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HTC now says 2009 revenue will fall

Jul 31, 2009 — by LinuxDevices Staff — from the LinuxDevices Archive — views

The smartphone market might not be as “recession proof” as observers had been expecting. HTC did an about-face today on its financial predictions for 2009, saying that its revenue will fall, according to reports by the Dow Jones, Reuters, and IDG news services.

Analysts have consistently claimed that sales of smartphones will continue to grow this year, defying an overall drop in handset sales. In March, for example, Infonetics Research predicted modest growth for the segment this year. In February, Forward Concepts predicted the smartphone market would grow 13 percent during 2009. Other firms, such as ABI Research and IDG, have also echoed these bullish predictions.

HTC is the world's leading manufacturer of Windows smartphones, the leading vendor of Android phones, and, according to Reuters, the number four manufacturer of smartphones overall. When it reported first-quarter financial results at the end of April, HTC said it would launch fifteen new phones this year. The company also predicted second-quarter sales would be up about eight percent year-on-year, or 22 percent quarter-on-quarter.

In June, HTC continued this optimism, stating that it expected overall growth during 2009 to approach 20 percent. Jason Mackenzie, VP for HTC America, was said to have told Reuters in an interview, "I expect to grow U.S. volume by at least 50 percent from 2008 to 2009."

But in a call with analysts this morning, HTC chief executive Peter Chou reportedly said that 2009 revenue is now expected to decline slightly, by an amount described as being in the low single digits. "Our momentum in the second half of this year may not be as strong as we initially thought it would be," Reuters quotes Chou as saying.

HTC is said to have blamed the revenue shortfall both on a delay in the launch of new products, and on a faster-than-expected fall in unit shipments. "Momentum on both the Windows Mobile and Android platforms is also turning out to be weaker than expected," Chou is said to have added.

Another factor pushing HTC revenues down appears to be the increasing number of affordable, mid-tier smartphones offered by the company. HTC's average selling price for handsets declined during the second quarter to $358 per unit, from $364 per unit in the first quarter and $381 per handset in the second quarter of last year, IDG reports.

None of the reports mentioned whether HTC expected the shortfall in smartphone sales to be felt more sharply with Android or Windows Mobile phones. However, according to an industry report earlier this month, HTC executives stated that Android now represents 30 percent of HTC's smartphone sales, and that the company projected the figure would surpass 50 percent sometime next year, eclipsing Windows Mobile sales.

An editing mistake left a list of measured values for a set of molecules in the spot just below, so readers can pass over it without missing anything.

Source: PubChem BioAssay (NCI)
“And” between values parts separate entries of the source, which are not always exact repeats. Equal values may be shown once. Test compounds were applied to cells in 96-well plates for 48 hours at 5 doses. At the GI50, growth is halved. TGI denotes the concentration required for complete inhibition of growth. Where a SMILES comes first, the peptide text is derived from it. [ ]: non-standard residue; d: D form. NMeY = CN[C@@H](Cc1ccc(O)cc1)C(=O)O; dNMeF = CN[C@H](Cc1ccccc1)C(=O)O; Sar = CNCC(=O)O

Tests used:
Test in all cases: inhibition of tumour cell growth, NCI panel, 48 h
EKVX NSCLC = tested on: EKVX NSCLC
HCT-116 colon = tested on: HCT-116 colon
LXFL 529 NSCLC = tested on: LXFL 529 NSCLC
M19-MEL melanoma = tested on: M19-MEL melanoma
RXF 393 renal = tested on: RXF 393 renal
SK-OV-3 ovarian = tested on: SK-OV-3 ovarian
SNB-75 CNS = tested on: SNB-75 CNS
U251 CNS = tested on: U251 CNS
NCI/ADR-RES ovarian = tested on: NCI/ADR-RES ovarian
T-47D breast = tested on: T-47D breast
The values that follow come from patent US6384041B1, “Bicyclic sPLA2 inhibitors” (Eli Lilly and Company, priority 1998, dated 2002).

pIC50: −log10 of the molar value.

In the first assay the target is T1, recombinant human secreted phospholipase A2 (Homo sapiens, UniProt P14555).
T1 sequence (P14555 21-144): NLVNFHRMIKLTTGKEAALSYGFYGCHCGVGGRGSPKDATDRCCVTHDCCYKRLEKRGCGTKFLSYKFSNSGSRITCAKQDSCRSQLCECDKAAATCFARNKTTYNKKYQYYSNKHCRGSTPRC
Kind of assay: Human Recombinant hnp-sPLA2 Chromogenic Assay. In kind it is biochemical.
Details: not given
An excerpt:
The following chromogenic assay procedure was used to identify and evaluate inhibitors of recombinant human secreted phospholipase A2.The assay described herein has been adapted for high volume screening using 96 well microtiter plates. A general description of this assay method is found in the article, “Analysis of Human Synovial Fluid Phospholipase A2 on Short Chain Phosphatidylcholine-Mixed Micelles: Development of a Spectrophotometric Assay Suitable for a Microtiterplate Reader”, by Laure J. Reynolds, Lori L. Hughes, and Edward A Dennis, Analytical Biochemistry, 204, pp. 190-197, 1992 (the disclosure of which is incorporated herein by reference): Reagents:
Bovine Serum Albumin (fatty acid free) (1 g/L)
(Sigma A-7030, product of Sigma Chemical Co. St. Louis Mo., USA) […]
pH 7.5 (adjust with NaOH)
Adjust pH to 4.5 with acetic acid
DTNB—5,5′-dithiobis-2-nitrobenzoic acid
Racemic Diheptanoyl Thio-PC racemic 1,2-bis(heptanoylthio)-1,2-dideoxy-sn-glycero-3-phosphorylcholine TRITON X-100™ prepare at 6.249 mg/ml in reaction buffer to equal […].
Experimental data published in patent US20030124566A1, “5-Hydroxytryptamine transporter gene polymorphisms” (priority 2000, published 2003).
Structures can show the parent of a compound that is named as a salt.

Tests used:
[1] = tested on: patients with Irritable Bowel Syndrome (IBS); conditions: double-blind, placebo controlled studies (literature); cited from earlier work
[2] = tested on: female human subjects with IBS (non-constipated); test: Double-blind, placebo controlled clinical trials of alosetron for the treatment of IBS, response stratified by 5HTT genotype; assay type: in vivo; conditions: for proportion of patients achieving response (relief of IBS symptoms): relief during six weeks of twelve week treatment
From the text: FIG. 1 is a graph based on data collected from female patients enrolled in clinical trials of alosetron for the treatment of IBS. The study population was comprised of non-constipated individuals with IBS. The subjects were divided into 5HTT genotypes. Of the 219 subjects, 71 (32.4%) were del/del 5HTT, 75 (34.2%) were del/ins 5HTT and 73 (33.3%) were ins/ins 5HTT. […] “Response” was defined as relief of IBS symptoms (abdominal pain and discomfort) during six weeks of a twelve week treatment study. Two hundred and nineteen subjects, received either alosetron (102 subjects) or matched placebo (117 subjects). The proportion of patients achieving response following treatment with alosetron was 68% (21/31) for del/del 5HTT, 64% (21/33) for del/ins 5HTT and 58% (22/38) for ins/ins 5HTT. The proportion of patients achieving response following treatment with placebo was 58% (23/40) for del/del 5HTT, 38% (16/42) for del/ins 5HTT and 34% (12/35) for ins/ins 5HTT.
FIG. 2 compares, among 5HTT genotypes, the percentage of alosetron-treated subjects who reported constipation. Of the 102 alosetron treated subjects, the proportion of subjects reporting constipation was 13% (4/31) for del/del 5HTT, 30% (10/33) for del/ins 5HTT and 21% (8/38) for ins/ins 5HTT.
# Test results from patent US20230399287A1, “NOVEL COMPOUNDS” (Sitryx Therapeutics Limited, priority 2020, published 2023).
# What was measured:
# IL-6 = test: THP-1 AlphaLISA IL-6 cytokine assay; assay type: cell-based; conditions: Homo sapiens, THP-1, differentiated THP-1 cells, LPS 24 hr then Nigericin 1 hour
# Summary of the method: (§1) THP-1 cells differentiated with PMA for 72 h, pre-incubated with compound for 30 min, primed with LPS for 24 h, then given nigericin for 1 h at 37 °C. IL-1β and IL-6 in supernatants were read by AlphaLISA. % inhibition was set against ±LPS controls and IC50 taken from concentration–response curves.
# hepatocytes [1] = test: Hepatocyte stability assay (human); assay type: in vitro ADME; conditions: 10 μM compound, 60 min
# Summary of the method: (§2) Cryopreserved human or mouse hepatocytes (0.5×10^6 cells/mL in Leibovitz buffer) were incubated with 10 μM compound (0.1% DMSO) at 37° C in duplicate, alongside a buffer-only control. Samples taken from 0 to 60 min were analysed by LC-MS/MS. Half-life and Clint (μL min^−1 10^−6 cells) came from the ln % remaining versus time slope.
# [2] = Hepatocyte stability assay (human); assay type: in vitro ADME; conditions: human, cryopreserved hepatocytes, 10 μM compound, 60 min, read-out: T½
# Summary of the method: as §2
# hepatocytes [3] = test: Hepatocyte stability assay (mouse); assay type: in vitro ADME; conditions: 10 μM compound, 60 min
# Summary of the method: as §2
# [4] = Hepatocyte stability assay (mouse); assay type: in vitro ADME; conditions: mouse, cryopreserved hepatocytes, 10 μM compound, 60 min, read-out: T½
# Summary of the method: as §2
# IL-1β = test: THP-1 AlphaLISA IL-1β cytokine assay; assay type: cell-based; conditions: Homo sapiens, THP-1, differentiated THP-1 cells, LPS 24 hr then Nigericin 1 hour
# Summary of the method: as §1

Hanging on at the high end …

Despite the bearish comments attributed to its chief executive, HTC is by no means giving up on higher-end smartphones. In June, for example, it announced the Hero, its fourth phone employing Google's Linux- and Java-based Android operating system. Like the company's first three Android devices — the HTC G1, the HTC Magic, and the Magic spin-off, the MyTouch 3G (pictured above, left) — the Hero uses an ARM-based Qualcomm MSM7200a system-on-chip (SoC).

The touchscreen device also offers the same 3.2-inch, QVGA (480 x 320) display as the earlier models, plus other features such as quad-band GSM/GPRS/EDGE network support, 802.11/b/g WiFi, Bluetooth 2.0, GPS, accelerometer, and a digital compass.

HTC's Hero
(Click to enlarge)

The Hero's most distinctive feature is its user interface, HTC Sense, which the manufacturer says will be "introduced across a portfolio of phones," reportedly including Windows Mobile devices.

According to Reuters, HTC will raise its operating budget this year to above 15 percent, from its previous 13.5 percent, allowing it to expand its marketing campaigns. The company also reportedly said its gross profit margin for both the third quarter and the full year will be about 32 percent, in line with previous guidance.

Further information

To see Reuters, IDG, and Dow Jones news service reports on HTC's latest 2009 revenue forecasts, go here, here, and here, respectively.

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